- Regional demographics of working-age population are deepening: by 2050, the number of people of 20-64 years old will decrease (compared to 2015) by 49 million in Europe, by 22 million in Russia, by 20 million in Japan and by 195 million in China. Over the same period of time, in the United States the number of potentially active workers is expected to increase by 20 million, while in sub-Saharan Africa the working age population (ages 15-64) is projected to triple, to some 1.3 billion -- about the double of that of all high-income countries combined.
- The share of people above the age of 65 will increase significantly in all European countries. In the EU, if patterns of economic activity stay at current levels, the economic old age dependency ratio (the ratio between the inactive elderly (65+) and number of employed) is projected to rise from 43.1% in 2016 to 68.5% in 2070.
- The labour force participation rates among adults have been declining for the past 25 years (1993-2018) and ILO expects this trend to continue, as shown by 2023 forecasts.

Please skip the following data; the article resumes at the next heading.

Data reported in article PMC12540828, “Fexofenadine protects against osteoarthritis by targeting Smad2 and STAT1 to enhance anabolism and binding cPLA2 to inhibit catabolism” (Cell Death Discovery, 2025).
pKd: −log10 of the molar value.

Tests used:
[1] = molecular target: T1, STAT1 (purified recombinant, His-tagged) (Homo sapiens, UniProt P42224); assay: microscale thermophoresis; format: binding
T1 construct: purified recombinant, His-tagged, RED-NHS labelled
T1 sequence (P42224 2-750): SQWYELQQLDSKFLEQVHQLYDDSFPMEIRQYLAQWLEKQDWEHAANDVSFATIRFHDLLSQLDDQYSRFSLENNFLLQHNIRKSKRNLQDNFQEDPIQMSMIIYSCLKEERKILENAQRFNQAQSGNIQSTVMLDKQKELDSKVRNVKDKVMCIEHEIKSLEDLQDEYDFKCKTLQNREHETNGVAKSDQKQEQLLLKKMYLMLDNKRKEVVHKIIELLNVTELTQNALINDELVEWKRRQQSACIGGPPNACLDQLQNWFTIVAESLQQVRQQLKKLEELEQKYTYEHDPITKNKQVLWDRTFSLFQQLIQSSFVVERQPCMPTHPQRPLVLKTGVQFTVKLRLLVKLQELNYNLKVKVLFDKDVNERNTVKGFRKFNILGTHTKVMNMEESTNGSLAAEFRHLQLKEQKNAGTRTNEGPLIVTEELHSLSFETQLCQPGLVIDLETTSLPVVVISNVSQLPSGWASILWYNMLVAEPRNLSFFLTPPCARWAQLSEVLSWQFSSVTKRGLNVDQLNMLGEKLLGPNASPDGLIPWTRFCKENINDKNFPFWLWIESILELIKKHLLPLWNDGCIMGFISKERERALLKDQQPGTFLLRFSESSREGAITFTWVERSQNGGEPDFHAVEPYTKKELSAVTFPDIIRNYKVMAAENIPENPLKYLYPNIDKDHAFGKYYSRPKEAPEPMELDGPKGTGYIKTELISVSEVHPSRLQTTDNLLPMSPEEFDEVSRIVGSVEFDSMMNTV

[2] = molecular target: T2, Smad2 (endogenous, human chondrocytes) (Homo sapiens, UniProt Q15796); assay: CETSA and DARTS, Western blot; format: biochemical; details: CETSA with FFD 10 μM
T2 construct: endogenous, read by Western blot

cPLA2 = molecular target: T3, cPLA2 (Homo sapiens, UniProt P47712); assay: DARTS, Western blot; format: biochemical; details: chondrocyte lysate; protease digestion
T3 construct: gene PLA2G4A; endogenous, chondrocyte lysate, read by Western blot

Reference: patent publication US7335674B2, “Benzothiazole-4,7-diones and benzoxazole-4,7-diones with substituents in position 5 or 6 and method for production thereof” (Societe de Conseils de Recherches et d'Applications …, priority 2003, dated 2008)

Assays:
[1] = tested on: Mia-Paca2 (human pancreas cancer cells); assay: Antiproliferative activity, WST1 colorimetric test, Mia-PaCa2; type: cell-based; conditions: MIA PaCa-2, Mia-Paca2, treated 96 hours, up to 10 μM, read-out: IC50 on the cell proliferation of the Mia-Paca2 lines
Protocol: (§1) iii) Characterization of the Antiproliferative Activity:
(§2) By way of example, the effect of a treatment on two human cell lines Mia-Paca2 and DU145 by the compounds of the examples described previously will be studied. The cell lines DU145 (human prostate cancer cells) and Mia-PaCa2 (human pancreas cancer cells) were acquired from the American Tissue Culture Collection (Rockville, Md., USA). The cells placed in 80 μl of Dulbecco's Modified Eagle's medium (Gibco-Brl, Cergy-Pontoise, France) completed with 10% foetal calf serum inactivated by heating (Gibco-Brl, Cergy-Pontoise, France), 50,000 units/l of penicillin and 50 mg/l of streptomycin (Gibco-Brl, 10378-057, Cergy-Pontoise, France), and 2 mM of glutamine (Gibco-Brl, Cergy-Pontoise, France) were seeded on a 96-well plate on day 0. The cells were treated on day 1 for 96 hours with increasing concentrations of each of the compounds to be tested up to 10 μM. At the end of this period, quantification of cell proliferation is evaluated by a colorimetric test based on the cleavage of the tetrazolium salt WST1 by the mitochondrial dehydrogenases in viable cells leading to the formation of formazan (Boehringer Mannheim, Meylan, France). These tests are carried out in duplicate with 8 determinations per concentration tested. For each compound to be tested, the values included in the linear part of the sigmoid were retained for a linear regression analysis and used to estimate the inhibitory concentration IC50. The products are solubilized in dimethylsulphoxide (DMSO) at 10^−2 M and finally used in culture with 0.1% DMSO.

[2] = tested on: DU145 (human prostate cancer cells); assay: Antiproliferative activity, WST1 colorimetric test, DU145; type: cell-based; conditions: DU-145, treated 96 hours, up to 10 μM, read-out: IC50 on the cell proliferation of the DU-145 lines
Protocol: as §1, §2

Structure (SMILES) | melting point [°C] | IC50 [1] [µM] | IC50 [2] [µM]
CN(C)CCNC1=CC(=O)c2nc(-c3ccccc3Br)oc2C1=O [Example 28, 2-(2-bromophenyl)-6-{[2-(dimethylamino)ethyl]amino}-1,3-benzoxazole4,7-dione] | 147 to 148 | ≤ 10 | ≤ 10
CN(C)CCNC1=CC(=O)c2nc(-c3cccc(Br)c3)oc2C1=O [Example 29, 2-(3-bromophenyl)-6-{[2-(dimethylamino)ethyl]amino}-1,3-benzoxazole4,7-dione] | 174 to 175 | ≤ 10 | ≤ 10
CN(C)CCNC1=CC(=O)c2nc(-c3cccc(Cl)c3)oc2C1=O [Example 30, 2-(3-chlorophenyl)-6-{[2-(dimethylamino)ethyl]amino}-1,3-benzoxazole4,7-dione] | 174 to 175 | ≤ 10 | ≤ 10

- Although the gender gap in labour force participation has been narrowing over the past 25 years (1993-2018), women's global labour force participation rate is still 26.5% below that of men (49% for women, compared to 76% for men) (ILO). The gender gap is closing more rapidly in high-income countries, but continues to widen in emerging economies. ILO estimates that reducing the gender gap by 25% would increase global GDP by $5.8 trillion by 2025.
- The US attracts inventive talent and observes the highest immigration rate, followed by Australia and Canada. In the period 1995-2010 European countries lagged behind with France, Germany, and the UK seeing more inventors emigrating than immigrating.
- Older population keeps more active (by will or by necessity); over 50% of people 65+ in Germany, Sweden, and UK are earners through some independent work.
- By 2030, hyper-connected, tech savvy millennials will make up 75% of the workforce.
| Related Megatrends: Technology; Inequalities; Demography